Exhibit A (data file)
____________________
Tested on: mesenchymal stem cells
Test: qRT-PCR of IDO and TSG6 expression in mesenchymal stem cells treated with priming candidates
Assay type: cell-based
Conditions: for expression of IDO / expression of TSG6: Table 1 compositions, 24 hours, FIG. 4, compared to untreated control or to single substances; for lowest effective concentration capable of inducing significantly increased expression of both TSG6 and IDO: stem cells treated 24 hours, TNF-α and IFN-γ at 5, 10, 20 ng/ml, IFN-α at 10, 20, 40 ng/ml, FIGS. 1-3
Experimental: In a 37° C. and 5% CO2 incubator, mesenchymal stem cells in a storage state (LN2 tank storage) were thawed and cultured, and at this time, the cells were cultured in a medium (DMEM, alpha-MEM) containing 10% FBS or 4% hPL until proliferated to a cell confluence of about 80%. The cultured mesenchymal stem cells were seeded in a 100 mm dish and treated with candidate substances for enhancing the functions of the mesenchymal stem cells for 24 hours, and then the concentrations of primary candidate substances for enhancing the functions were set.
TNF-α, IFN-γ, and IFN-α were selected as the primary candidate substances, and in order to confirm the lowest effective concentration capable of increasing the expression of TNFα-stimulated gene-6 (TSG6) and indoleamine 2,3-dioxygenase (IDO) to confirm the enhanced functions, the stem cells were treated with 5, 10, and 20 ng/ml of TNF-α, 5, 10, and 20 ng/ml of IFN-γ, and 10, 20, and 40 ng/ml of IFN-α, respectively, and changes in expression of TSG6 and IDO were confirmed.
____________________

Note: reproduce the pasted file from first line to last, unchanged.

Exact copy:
Tested on: mesenchymal stem cells
Test: qRT-PCR of IDO and TSG6 expression in mesenchymal stem cells treated with priming candidates
Assay type: cell-based
Conditions: for expression of IDO / expression of TSG6: Table 1 compositions, 24 hours, FIG. 4, compared to untreated control or to single substances; for lowest effective concentration capable of inducing significantly increased expression of both TSG6 and IDO: stem cells treated 24 hours, TNF-α and IFN-γ at 5, 10, 20 ng/ml, IFN-α at 10, 20, 40 ng/ml, FIGS. 1-3
Experimental: In a 37° C. and 5% CO2 incubator, mesenchymal stem cells in a storage state (LN2 tank storage) were thawed and cultured, and at this time, the cells were cultured in a medium (DMEM, alpha-MEM) containing 10% FBS or 4% hPL until proliferated to a cell confluence of about 80%. The cultured mesenchymal stem cells were seeded in a 100 mm dish and treated with candidate substances for enhancing the functions of the mesenchymal stem cells for 24 hours, and then the concentrations of primary candidate substances for enhancing the functions were set.
TNF-α, IFN-γ, and IFN-α were selected as the primary candidate substances, and in order to confirm the lowest effective concentration capable of increasing the expression of TNFα-stimulated gene-6 (TSG6) and indoleamine 2,3-dioxygenase (IDO) to confirm the enhanced functions, the stem cells were treated with 5, 10, and 20 ng/ml of TNF-α, 5, 10, and 20 ng/ml of IFN-γ, and 10, 20, and 40 ng/ml of IFN-α, respectively, and changes in expression of TSG6 and IDO were confirmed.